In the upcoming television show Star Wars: Rebels one of the characters named Zeb is seen joyously dismantling squads of stormtroppers singlehandedly. This has provoked much online forum discussion about how easily the stormtroopers are defeated by a single person. For instance, after seeing the clip below one online commenter uttered the complaint, “If these stormtroopers are supposed to be the scourge of the galaxy and strike fear wherever they go by committing atrocities and striking down innocent people left and right, they sure ain’t getting that across here in this new Disney series. And to be honest, that might be the whole f**king problem right there—Disney.” Watch the clip in question for yourself.
One of the reasons that Star Wars as opposed to other kinds of entertainment hits such a nerve with people—and has for generations—is because it is essentially a realistic fantasy. It is true that one motivated rebel like Zeb could dismantle a whole squad of stormtroopers because it happens every day in real life. People like that complainer have been taught that there is strength in collectivism–in numbers. And while this may be true in physical force, often collective masses are cumbersome in their thinking and easy to exploit. This is certainly the case with the Empire in the Star Wars stories who have subjected themselves to the tyranny of an emperor.
A term that is used to discuss stormtroopers in Star Wars is “buckethead.” The big difference between the bucketheads from the period of the Clone Wars and these in Rebels is that as the Empire was built upon a premise of collectivism becoming larger and more robust, the individualism of the bucketheads became less developed. The key is that through individuality the traits of decision-making and strength are developed. If individuality is lacking then thought becomes less of a priority and a squad of bucketheads can find themselves defeated by a lone rebel.
Star Wars is a very anti-institutional storyline. Within that mythology, societies who are too collective fail and societies that prosper are often driven by very individualistic personalities. This period of the Rebels is just such an example. Strong individuals beat collectivists in the rock, paper, scissors game of life if pure mass can be avoided. A prime example of this is in the X-wing Miniatures game where the current reigning champion of strategy is to run 7 ship squads of TIE Fighters against 2 to 3 ship formations. For instance, I have been practicing a 6 ship squad against the Millennium Falcon and only one other ship—and if such a formation is taken on directly, the TIE Fighters will shoot six times to my two per each combat round, which is a great way to get killed. But, if I can get in behind that formation while they are forced to turn their entire formation around and get their guns pointed in the right direction again, I can disseminate them quite easily. Their TIE Fighter ships are unshielded and pretty weak one on one.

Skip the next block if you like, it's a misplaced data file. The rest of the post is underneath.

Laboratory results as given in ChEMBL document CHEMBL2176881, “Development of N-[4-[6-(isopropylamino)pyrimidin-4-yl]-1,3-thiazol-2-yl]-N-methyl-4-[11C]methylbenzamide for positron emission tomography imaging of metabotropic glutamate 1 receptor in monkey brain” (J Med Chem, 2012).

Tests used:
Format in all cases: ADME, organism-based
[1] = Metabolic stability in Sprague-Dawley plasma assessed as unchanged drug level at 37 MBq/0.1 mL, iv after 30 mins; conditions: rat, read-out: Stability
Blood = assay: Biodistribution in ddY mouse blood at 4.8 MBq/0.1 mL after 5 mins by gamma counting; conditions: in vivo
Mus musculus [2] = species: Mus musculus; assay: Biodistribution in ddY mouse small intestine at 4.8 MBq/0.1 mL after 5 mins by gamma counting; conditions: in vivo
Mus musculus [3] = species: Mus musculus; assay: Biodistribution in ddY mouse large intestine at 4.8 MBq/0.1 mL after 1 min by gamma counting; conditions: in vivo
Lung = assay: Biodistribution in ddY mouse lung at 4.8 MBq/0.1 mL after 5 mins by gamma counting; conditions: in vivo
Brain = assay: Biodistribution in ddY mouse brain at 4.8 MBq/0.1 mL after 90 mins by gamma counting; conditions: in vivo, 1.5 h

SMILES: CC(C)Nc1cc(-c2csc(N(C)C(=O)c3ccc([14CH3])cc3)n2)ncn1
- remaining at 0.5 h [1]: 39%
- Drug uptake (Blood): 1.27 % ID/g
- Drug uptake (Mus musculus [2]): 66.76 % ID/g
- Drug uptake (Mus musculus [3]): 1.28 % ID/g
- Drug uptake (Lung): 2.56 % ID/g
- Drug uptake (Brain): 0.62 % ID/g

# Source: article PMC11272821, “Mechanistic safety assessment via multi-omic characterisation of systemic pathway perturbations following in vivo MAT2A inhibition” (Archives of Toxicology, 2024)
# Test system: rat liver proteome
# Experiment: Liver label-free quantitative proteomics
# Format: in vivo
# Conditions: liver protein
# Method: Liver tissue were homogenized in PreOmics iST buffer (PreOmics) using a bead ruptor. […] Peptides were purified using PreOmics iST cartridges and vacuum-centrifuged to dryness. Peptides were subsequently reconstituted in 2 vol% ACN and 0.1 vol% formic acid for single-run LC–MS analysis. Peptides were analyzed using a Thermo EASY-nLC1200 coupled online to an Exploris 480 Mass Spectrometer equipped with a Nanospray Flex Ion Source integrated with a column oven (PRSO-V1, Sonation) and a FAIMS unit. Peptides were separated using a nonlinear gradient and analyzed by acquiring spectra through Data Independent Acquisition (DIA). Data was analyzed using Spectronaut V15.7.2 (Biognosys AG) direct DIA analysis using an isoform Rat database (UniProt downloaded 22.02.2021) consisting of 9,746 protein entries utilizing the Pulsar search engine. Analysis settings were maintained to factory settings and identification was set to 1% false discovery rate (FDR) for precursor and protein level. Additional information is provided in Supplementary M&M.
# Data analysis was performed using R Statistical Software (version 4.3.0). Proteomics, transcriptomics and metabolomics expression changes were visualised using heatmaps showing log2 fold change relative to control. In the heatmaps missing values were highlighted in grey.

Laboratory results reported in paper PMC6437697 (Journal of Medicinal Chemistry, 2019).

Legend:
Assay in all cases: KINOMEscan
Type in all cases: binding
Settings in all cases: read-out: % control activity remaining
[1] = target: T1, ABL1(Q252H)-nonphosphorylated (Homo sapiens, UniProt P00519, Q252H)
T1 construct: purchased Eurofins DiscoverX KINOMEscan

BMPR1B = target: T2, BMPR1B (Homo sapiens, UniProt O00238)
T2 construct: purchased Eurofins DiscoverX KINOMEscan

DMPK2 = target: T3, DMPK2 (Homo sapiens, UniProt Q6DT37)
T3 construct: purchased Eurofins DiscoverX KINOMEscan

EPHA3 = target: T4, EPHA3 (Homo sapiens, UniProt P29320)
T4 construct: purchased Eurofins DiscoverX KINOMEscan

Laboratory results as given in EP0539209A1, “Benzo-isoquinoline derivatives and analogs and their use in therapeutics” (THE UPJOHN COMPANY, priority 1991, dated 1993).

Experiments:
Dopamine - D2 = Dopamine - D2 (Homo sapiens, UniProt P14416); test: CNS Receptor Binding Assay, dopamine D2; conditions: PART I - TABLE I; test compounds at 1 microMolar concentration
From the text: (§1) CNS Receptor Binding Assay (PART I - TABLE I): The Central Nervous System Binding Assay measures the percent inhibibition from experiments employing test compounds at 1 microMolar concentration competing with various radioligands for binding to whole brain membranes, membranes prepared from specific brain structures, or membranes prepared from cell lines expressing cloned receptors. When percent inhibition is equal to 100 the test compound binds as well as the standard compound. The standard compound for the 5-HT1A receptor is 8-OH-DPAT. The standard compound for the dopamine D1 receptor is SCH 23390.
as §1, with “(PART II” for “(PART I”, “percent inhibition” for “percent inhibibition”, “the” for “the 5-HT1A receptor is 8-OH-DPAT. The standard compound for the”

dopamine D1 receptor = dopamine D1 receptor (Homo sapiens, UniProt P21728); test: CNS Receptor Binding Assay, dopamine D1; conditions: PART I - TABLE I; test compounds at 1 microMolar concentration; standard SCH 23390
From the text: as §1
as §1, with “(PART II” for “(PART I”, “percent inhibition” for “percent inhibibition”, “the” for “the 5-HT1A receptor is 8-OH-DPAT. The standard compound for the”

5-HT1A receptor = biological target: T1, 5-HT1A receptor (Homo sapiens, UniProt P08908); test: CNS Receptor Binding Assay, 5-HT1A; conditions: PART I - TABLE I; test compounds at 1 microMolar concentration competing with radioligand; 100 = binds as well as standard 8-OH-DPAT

The same type of strategy can be applied to a board room with several executives sitting around a table. If taken as a group, they may appear daunting. But once you get in behind their defenses it will be discovered that they lack individual strength and can easily be picked off and out maneuvered by a single assailant. This ironically is exactly how the Obama administration has been behaving for years. As a collective ideological mass, they look overpowering—but if the efforts of Jen Psaki are measured individually, they look and act like girls trying to get a date to the prom in a high school cafeteria. No terrorist organization in the world is going to fear them once it is determined that individually they cannot take responsibility for anything—not even simple decisions like where to go for lunch. Meanwhile the ISIS army in Northern Iraq is driving around unorganized in beat-up cars posing as military vehicles striking terror to the high offices of the United Nations who scramble about like buffoons as to what to do next. The reason is that the collectivists are functioning from institutionalized behavior while the aggressors are driven by individual action—random—unpredictable conduct.
So the concept of Zeb beating a whole squad of bucketheads by himself is quite realistic. The real threats in the upcoming series are not the stormtroppers but the people who give them their orders, individuals like the Inquisitor and ultimately Darth Vader. Most of the time the real fight to most battles occurs between two individuals, not collective masses—and the keys to victory are in identifying who are the motivating minds behind a collective mass. In a boardroom, once it is discovered who the mind is behind their institutional values—they can be beaten through direct exploitation of their poorly developed individuality. This is why Star Wars has more value for people than say, Star Trek or some other science fiction show—because it deals with a mysterious concept that is elusive to most people—why individualism beats collectivism when society has been taught the opposite. Star Wars is more than a fun show and entertainment venue—it is a philosophy that has value in individuals over collectivists—which is a primal concern as old as time itself.
For all those reasons, that is why Zeb rocks! And this new Star Wars: Rebels isn’t just for kids. It’s for everything that breaths and thinks. It is game changing in so many ways. Mark my words.